Charcoal–and a train journey

To travel from Dar es Salaam in Tanzania to Lusaka in Zambia there are a few options. Either you take a bus – 24 hours. Or a 45 hour train (then a 3 hour bus that took 6 hours). We opted for the latter not because it takes longer or because it is more expensive but because it is one of a handful of epic train journeys in the world. The journey was brilliant fun. We bought 4 tickets for the 2 of us – otherwise we would have been split in to male and female booths. A video summary of the trip can be seen here.  http://vimeo.com/37551170 

As far as plants go, the journey was interesting but not amazing. Lots of maize, beans, some soya crops in Zambia. Lots of “bush” which is fairly open low treed land. Some of it was in national parks, and some was just vast uninhabited areas of scrubby bush. I managed to spot an orchid in a railway cutting but there was no going back for a closer look. We saw some fun wild flowers,  but not many.

One of the most interesting things we saw was charcoal burning. We only saw it at great speed so I have no photos, but I caught the distinctive smell of sweaty wood smoke early on in the journey. IMG_2275 (800x600)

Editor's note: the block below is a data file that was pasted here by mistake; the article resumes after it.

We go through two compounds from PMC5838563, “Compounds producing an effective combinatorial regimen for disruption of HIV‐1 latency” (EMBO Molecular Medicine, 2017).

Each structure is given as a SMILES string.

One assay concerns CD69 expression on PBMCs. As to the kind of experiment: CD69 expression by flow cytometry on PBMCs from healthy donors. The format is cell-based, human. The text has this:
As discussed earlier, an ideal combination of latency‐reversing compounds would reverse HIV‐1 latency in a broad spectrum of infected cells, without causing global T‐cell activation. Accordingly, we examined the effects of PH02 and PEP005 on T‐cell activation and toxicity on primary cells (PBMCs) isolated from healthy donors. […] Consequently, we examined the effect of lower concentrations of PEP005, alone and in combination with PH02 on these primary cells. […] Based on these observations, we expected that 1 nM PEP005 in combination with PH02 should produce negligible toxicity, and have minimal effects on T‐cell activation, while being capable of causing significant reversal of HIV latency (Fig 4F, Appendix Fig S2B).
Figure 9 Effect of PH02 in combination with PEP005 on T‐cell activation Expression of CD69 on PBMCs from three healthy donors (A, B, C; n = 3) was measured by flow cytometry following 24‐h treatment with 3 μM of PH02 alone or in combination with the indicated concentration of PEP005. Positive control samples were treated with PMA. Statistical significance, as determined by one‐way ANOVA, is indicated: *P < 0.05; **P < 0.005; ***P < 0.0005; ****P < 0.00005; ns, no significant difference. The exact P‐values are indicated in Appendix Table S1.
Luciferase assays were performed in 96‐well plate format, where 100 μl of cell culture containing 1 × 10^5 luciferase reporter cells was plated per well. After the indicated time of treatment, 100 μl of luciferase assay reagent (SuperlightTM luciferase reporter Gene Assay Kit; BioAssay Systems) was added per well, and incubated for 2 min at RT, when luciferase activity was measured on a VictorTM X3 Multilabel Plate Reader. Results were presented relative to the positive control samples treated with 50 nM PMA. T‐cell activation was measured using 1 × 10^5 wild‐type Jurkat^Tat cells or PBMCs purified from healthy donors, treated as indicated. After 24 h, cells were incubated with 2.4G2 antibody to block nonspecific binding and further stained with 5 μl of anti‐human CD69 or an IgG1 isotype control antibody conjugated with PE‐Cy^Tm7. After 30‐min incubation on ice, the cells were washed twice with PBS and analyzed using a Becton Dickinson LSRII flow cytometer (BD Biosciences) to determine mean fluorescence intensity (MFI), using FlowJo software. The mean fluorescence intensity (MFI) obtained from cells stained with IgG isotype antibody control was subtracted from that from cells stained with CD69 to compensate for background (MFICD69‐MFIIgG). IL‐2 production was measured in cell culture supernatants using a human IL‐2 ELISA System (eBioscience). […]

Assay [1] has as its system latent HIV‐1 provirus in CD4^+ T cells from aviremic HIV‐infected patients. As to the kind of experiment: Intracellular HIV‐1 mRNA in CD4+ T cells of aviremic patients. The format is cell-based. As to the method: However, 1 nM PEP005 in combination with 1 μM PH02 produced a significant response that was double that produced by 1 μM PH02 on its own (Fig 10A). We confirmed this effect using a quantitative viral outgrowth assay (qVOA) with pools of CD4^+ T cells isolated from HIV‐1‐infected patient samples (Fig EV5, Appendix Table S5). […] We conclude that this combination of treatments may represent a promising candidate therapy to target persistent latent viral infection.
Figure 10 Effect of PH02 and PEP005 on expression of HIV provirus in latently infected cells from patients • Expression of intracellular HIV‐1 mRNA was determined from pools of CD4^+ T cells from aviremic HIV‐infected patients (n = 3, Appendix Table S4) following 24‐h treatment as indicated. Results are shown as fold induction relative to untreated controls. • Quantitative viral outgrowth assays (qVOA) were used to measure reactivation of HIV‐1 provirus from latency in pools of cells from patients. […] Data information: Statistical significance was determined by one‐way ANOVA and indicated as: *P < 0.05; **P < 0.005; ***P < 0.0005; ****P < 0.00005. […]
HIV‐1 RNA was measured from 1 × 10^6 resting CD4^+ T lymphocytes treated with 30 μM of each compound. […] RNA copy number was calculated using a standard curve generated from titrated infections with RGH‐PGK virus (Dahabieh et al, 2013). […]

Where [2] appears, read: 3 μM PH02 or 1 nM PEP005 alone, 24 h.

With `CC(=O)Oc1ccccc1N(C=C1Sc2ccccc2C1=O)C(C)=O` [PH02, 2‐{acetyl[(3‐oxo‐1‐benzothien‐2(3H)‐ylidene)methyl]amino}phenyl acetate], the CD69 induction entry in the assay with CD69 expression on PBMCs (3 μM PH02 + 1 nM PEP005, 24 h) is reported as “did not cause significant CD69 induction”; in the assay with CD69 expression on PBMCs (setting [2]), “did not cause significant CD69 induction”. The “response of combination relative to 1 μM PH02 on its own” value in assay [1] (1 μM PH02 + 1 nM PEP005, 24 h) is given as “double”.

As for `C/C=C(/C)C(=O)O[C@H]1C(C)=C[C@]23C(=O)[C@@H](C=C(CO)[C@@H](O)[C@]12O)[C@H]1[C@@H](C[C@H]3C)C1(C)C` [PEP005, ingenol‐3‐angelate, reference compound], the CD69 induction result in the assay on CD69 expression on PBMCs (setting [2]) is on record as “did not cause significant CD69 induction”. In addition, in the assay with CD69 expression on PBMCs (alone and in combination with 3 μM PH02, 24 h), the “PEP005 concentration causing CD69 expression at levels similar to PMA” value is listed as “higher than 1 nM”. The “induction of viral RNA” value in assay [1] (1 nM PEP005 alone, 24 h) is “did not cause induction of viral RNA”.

I wrote an article for the Friends of the University of Oxford Botanic Gardens newsletter last year about charcoal production in the UK and the importation of charcoal from East African forests. Since arriving in Africa we have seen charcoal production and use all over.  Where gas, coal, and electricity are not available charcoal can still be produced.  Stopping the use of charcoal would save a lot of forest from being cut down, but it would leave a lot of people without fuel to cook with. Charcoal production will decrease as development increases the availability of the aforementioned fuel sources. It is pretty interesting to see the process.

In other news – we have spent a relaxing 10 days in Zambia. One place we went for a few walks in was an area of bush just out of the city of Lusaka.

I found a loverly little orchid, and was surprised to see Tithonia rotundafolia – (invasive from Mexico) growing everywhere as a roadside wildflower.

IMG_1753 (600x800)IMG_2135 (800x600)

We are now in Harare, Zimbabwe where pretty much everyone speaks English, and people are friendly – action stations for plant stories – watch this space to see how we get on. 

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One response to “Charcoal–and a train journey

  1. I have tithonia in my garden – the butterflies love it

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